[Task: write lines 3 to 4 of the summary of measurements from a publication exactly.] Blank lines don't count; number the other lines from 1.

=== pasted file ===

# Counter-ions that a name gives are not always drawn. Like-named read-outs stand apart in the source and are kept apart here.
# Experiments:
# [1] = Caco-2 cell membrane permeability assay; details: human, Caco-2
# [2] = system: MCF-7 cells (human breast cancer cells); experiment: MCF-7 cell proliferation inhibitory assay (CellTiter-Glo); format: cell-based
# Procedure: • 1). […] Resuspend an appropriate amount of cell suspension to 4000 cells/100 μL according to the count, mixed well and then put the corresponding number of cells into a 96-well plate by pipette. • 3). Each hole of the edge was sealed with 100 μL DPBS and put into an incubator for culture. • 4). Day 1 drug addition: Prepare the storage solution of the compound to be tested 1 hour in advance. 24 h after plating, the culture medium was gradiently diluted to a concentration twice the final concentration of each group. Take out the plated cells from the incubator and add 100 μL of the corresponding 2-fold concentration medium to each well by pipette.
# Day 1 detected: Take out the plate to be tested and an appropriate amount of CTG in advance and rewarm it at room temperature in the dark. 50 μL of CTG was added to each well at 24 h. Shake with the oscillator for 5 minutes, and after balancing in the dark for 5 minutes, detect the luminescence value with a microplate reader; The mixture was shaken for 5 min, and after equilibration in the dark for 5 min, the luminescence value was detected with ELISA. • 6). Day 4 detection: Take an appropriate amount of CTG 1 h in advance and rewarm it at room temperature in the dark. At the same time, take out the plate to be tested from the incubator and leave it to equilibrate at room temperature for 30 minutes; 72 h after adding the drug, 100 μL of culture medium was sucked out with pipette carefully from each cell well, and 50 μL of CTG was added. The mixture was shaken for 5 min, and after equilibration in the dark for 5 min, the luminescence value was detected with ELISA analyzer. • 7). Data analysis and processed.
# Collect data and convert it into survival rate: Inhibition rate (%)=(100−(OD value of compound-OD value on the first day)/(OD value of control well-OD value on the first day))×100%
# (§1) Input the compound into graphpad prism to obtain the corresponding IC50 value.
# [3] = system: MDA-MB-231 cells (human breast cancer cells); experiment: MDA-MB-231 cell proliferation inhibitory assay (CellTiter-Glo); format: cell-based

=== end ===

# [1] = Caco-2 cell membrane permeability assay; details: human, Caco-2
# [2] = system: MCF-7 cells (human breast cancer cells); experiment: MCF-7 cell proliferation inhibitory assay (CellTiter-Glo); format: cell-based